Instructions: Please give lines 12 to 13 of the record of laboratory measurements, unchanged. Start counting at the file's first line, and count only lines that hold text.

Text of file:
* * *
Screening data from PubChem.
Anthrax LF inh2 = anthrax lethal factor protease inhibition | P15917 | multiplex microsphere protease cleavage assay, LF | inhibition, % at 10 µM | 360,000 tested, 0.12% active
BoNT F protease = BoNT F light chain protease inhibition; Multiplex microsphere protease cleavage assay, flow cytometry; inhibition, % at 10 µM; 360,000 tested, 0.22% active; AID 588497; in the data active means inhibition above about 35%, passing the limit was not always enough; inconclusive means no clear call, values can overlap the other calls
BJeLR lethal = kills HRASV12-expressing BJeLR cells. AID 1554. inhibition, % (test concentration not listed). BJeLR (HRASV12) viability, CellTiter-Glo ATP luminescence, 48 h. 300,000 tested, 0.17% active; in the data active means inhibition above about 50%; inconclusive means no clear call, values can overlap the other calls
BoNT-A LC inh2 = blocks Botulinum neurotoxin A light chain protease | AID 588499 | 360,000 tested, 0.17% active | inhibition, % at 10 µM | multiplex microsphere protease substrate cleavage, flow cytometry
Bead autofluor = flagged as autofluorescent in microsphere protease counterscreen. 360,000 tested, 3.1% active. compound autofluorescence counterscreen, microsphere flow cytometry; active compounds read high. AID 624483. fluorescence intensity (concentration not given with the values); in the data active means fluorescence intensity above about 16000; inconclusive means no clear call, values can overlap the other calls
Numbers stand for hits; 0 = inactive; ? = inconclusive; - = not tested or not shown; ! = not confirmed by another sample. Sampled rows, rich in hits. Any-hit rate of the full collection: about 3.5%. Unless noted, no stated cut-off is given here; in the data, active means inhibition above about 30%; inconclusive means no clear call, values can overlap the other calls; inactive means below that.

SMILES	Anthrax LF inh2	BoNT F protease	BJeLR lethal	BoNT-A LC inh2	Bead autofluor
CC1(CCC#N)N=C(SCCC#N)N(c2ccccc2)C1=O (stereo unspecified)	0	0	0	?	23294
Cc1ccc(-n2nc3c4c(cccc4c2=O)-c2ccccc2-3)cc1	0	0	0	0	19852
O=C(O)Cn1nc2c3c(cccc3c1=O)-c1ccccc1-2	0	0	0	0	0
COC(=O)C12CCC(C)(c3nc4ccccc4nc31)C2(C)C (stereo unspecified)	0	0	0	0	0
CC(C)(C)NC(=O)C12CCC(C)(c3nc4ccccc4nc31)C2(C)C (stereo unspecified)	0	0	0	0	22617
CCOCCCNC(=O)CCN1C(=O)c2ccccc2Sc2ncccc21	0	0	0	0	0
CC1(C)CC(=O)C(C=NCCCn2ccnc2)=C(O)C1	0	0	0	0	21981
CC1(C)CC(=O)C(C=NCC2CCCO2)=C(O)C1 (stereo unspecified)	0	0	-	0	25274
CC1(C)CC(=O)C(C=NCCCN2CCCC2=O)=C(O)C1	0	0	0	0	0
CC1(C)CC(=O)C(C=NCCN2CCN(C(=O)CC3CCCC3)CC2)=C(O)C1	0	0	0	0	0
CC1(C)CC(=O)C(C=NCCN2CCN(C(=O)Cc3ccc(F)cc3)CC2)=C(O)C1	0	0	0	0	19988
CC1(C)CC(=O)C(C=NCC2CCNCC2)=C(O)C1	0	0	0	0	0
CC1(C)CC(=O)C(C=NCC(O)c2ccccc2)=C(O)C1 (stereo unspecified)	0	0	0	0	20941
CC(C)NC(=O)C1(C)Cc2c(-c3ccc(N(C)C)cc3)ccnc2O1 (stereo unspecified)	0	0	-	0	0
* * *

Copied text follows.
COC(=O)C12CCC(C)(c3nc4ccccc4nc31)C2(C)C (stereo unspecified)	0	0	0	0	0
CC(C)(C)NC(=O)C12CCC(C)(c3nc4ccccc4nc31)C2(C)C (stereo unspecified)	0	0	0	0	22617